The California Department of Motor Vehicles accuses Tesla of making misleading representations concerning Autopilot and Full-Self Driving

The California Department of Motor Vehicles accuses Tesla of making misleading representations concerning Autopilot and Full-Self Driving

According to the Los Angeles Times, the California Department of Motor Vehicles (DMV) has accused Tesla of fraudulently promoting its Autopilot and Full Self-Driving (FSD) technologies. On July 28th, the agency filed two separate complaints with the state’s Office of Administrative Hearings, saying Tesla made “false or misleading” representations regarding the autonomous driving capabilities of its cars.

The DMV contends in the documents that the titles of Tesla’s Autopilot and FSD capabilities, as well as the wording used to explain them, incorrectly indicate that vehicles equipped with the technology may drive automatically. The DMV explicitly cites Tesla’s Autopilot website, which claims that its FSD system “is intended to be able to perform short and long-distance excursions with no action necessary by the person in the driver’s seat” and is capable of “navigating urban streets, complicated junctions, and highways.”

All Tesla cars offer Autopilot, which includes functions such as traffic-aware cruise control and autosteer. Drivers must pay an additional $12,000 for Tesla’s FSD system, which includes auto-parking, auto lane shifting, the ability to call a car from a parking place to where they are standing, and access to a beta program to test new improvements. Tesla’s FSD and Autopilot, however, do not make cars entirely autonomous; drivers must still pay attention to the road and maintain their hands on the wheel at all times.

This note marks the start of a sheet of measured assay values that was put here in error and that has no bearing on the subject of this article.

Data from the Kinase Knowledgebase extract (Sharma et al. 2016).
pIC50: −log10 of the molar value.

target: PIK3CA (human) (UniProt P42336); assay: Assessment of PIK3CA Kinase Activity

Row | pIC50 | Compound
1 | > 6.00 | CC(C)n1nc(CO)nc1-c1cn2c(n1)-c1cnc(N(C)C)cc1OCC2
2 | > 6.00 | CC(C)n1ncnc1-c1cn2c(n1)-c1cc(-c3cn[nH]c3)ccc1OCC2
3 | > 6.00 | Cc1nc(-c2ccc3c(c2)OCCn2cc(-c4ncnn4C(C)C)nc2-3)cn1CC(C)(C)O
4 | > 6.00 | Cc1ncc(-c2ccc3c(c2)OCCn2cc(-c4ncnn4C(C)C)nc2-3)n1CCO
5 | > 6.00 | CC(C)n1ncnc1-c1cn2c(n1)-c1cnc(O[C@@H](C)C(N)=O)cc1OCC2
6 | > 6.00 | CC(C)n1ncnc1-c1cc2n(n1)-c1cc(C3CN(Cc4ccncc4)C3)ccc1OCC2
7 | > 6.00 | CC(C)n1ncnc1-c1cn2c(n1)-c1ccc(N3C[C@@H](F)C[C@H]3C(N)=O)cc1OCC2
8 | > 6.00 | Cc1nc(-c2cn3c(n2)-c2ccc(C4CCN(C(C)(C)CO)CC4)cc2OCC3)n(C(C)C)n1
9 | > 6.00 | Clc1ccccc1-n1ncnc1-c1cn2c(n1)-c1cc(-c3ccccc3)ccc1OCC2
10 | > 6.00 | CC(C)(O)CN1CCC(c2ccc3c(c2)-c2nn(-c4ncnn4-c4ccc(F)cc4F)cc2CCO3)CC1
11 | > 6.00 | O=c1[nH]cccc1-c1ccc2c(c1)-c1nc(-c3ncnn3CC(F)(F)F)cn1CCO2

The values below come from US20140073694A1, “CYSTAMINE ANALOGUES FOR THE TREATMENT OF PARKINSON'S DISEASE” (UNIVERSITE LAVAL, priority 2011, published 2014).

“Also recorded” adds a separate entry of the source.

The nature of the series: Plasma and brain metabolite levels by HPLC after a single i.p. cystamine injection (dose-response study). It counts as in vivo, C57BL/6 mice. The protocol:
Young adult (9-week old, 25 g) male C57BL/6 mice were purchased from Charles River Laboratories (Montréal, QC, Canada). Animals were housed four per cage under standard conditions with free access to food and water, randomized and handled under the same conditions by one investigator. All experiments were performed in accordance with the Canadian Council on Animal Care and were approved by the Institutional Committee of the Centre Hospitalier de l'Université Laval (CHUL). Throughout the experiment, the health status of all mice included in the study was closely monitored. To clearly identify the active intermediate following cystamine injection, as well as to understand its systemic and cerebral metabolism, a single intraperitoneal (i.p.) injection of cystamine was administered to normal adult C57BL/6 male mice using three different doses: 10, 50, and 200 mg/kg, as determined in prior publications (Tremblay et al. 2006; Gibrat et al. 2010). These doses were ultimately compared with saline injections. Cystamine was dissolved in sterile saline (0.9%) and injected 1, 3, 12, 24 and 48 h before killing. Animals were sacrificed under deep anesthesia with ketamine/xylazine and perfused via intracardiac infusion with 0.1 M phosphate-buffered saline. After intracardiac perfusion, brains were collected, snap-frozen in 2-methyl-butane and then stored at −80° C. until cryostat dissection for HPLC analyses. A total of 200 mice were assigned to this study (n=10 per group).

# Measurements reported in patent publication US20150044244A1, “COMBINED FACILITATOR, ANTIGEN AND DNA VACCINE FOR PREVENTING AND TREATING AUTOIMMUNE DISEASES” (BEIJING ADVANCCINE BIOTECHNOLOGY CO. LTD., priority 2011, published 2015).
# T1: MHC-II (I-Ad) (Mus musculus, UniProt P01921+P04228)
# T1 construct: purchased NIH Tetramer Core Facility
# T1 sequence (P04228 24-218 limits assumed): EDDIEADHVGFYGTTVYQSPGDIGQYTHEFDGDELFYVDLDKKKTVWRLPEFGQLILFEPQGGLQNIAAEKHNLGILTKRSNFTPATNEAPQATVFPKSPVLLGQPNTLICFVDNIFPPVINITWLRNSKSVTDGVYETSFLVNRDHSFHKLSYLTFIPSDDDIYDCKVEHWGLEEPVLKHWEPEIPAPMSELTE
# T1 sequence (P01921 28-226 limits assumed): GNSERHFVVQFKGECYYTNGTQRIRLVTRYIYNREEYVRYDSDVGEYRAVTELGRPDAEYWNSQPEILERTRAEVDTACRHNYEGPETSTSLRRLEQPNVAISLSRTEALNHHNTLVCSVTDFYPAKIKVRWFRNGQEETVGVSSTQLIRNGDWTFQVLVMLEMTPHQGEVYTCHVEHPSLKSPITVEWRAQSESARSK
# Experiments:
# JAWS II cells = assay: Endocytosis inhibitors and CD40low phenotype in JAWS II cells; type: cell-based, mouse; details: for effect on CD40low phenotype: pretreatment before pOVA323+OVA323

“Rather than just identifying product or brand names, these ‘Autopilot’ and ‘Full Self-Driving Capability’ labels and descriptions represent that vehicles equipped with the ADAS [advanced driver-assistance system] features would operate as an autonomous vehicle,” the DMV claims in the filing. “These advertising are fraudulent in nature.”

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Although Tesla currently publishes warnings concerning its driver-assist technology, the DMV claims that this is insufficient to correct the alleged deceptive remarks. The DMV’s decision might result in Tesla’s permits to manufacture and sell vehicles in California being suspended, but the government may not go that far. A representative for the agency told the Los Angeles Times that the government would compel Tesla to adequately educate consumers about its Autopilot and FSD functions, as well as offer adequate cautions about the technology’s limits. Tesla has 15 days to reply to the DMV’s allegation, after which the agency will act without a hearing.

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